President Franklin Delano Roosevelt described the Japanese attack on Pearl Harbor on Dec. 7, 1941, as a “day which will live in infamy.”
Today, the question is will the attack and its lessons live in America’s collective memory?
Many Americans will never forget Sept. 11, 2001, the day terrorists attacked New York City, Washington, D.C., and Pennsylvania.
But near the beginning of a decade in the 1940s, the unfathomable happened in a U.S. territory in the Pacific Ocean.
Don Freer was driving his mother in his 1936 Ford sedan from Warren to his brother’s house in Bazetta, where the Mosquito Lake marina is now, when the report of the Japanese attack on Pearl Harbor came over the radio.
Freer, 19 at the time and a recent graduate of Warren G. Harding High School, said, “I remember going to the Armory on High Street in Warren to watch my brother and a bunch of other guys I knew inducted into the Army. Our family had two members in World War I so we knew the personal impact could be drastic.”
Freer, of Howland, said Harding Principal Milton Mollenkopf conducted assemblies and showed students speeches by Hitler so they would know what was going on around the world.
He said that he, along with the nation, however, was flabbergasted by the Japanese attack on Pearl Harbor.
“We knew the Japanese were doing terrible things to the Chinese, but it didn’t directly affect us, and our focus was on the danger in Europe,” Freer said.
Despite that Dec. 7, 1941, wake-up call by the Japanese, the great fear of the fast-dwindling numbers of survivors of the early morning surprise attack is that it will be forgotten by the nation; that the country will not adhere to the Pearl Harbor Survivors Association’s Motto: “Remember Pearl Harbor — Keep America Alert — Eternal Vigilance is the Price of Liberty.”
Jim Szabo, retired Navy veteran who is the Youngstown State University ROTC program human resources administrative assistant, and a military history buff, said the events of Sept. 11, 2001, and Dec. 7, 1941, both drew the U.S. into war.
“The road to our future has already been traveled in the past,” said the former petty officer 1st class. “We can’t forget Pearl Harbor because we don’t want to get caught off guard again, and then we did with 9/11.
“To me, that’s the tragedy. We failed to learn from our mistakes. We failed the lesson of Pearl Harbor, and 9/11 happened. We should have been better prepared,” Szabo said.
It is very important that Pearl Harbor be remembered, said Army Reserve Maj. Rick Williams, officer in charge of Army ROTC program at YSU.
“As time goes on, we are losing politicians and leaders who have military experience, and it is rare to find someone on campus who is a military veteran,” said Williams, who retired after 24 years with the Ohio Army National Guard.
Despite that, Williams says YSU does a good job of keeping events such as Veterans Day, Memorial Day, Pearl Harbor other military anniversaries alive on campus.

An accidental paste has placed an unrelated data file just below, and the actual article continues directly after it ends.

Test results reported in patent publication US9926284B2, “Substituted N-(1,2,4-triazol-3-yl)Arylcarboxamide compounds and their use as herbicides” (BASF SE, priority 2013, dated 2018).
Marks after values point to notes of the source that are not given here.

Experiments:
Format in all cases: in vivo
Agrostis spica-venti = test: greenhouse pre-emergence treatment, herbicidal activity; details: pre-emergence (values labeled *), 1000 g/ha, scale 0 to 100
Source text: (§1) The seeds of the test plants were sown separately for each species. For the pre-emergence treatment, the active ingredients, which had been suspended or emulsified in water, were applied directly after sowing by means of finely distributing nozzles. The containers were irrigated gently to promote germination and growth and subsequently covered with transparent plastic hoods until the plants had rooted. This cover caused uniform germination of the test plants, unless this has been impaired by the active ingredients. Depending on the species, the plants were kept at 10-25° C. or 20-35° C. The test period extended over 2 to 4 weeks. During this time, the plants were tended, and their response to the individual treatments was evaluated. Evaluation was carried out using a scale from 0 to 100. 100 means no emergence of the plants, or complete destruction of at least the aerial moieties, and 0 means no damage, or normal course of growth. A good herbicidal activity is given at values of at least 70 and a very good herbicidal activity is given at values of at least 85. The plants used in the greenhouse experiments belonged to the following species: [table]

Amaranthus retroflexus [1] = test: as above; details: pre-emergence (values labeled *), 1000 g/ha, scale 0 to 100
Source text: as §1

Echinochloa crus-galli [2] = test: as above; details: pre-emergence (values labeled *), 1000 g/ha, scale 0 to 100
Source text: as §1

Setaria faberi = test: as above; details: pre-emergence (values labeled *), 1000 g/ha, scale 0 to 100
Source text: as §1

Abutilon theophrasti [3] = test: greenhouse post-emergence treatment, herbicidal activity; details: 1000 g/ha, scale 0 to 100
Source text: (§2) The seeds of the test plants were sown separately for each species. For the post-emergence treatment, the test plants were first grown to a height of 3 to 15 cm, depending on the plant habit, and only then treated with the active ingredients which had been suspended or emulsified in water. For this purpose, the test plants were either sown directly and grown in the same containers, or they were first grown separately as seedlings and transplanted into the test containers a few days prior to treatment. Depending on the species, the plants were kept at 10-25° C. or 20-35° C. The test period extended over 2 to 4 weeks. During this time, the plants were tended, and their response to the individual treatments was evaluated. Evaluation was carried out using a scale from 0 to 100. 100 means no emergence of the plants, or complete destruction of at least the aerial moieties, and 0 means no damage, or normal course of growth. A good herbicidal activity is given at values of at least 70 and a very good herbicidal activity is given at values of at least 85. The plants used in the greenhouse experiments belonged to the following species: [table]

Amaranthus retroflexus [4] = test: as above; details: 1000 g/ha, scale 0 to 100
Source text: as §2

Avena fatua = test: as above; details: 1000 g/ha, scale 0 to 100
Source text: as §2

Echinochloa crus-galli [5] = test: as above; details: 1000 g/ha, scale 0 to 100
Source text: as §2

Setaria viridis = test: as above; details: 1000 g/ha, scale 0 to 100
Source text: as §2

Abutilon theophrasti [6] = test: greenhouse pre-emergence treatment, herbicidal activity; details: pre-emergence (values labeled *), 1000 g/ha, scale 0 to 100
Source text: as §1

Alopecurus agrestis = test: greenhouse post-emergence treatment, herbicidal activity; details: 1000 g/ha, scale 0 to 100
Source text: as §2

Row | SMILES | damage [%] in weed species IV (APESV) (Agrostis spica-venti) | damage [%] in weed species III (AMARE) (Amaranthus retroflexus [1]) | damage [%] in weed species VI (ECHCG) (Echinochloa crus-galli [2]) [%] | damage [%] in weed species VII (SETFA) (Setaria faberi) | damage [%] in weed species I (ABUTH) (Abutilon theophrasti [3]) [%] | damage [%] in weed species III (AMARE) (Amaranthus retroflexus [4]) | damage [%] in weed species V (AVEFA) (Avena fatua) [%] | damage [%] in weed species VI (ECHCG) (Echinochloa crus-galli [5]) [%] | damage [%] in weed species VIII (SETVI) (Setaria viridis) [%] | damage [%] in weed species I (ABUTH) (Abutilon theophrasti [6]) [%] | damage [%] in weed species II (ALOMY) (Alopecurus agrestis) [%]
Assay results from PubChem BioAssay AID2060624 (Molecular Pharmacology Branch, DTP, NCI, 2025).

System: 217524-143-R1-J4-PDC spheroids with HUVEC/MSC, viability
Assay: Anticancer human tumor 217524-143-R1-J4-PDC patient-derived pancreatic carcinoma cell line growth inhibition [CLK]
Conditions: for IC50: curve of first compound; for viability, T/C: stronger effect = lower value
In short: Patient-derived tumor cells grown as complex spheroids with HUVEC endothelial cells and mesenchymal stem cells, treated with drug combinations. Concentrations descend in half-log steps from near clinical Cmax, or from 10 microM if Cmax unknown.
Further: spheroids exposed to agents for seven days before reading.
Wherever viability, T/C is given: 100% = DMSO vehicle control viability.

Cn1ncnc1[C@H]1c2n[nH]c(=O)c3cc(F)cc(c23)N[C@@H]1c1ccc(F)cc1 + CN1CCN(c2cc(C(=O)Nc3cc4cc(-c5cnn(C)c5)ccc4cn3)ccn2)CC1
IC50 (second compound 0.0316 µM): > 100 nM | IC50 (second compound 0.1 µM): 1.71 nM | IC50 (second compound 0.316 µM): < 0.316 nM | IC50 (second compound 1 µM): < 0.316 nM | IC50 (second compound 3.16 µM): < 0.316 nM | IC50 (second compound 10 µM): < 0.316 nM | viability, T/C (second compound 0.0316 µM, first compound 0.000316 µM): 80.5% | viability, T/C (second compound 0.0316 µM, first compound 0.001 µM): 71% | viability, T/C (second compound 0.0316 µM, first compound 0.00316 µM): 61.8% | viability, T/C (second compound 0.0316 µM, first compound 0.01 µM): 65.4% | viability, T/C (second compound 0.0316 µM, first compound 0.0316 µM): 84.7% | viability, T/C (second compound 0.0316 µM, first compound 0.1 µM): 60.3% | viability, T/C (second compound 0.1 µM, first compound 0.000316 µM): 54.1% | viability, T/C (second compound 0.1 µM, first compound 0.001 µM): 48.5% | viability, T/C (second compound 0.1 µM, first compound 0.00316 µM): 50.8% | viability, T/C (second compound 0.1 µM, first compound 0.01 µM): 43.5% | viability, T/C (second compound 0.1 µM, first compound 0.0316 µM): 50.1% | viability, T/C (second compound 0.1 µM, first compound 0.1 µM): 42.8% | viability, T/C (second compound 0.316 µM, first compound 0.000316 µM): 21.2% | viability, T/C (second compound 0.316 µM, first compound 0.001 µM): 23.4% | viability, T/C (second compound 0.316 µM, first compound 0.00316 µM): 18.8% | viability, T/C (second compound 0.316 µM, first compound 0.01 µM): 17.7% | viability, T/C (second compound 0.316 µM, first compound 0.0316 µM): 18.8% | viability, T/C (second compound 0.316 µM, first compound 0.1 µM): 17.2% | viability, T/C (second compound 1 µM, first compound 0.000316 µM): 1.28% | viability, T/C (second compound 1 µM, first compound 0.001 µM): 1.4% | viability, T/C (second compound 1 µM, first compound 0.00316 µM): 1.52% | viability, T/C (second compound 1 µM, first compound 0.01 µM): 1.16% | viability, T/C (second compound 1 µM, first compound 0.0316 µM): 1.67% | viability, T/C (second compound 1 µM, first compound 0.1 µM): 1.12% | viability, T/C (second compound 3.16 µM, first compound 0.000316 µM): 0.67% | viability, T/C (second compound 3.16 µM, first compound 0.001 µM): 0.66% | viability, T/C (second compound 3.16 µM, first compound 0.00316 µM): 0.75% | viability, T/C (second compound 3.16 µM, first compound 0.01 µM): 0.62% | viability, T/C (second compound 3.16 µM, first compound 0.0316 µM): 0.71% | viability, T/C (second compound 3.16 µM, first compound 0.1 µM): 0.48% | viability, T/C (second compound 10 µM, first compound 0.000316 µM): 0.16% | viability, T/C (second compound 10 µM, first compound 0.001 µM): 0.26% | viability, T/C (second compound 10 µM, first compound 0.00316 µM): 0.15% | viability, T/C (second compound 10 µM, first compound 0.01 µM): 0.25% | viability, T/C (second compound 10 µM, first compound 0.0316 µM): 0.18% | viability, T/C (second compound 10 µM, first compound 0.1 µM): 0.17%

Even though the World War II and Korean War veterans are passing on, he said he is confident someone will step up and keep the memories alive.
But the fact is, the current keepers of the flame are dying.
Of the 27 who formed the Pearl Harbor Survivors Association Mahoning County Chapter 5, three remain alive. Indeed, the national Pearl Harbor Survivors Association, founded in 1958, disbanded Dec. 31, 2011, along with its Mahoning County Chapter 5.
Pat Birch, a history/social studies teacher at Boardman High School, said that in the textbook used for U.S. history, the attack on Pearl Harbor is part of one section in the World War II chapter.
Birch said his father told him about Pearl Harbor when he was a child.
“I was too young to understand the entire significance, but I knew even then it was an important event in our nation’s history,” he said.
Today, Birch describes Pearl Harbor as one of the most significant events in U.S. history.
Robert Bishop of Austintown was aboard the USS Tennessee, a battleship anchored in Pearl Harbor, when the attack occurred.
Bishop didn’t see the attack because he was below deck, but the aftermath is forever etched into his memory.
“One of my shipmates was collecting bodies floating in the water and towing them through the water to a hospital. It’s a sad picture I will never forget,” said Bishop, who will be 92 on Dec. 19.
He speaks to school classes and military and other organizations about Pearl Harbor to keep the memory alive; and he says the Sons and Daughters of Pearl Harbors organization is also doing a good job.
“I just don’t want to see all the men who died, and the lessons learned, forgotten,” Bishop said.
The Japanese air attack came in two waves, one beginning at 7:53 a.m.; the second at 8:55 a.m. By 9:55 a.m. it was over, leaving dead more than 2,500 Navy, Marine and Army personnel, including 1,177 on the USS Arizona alone. Also the attacks destroyed about 300 U.S. planes and crippled the U.S. Pacific Fleet.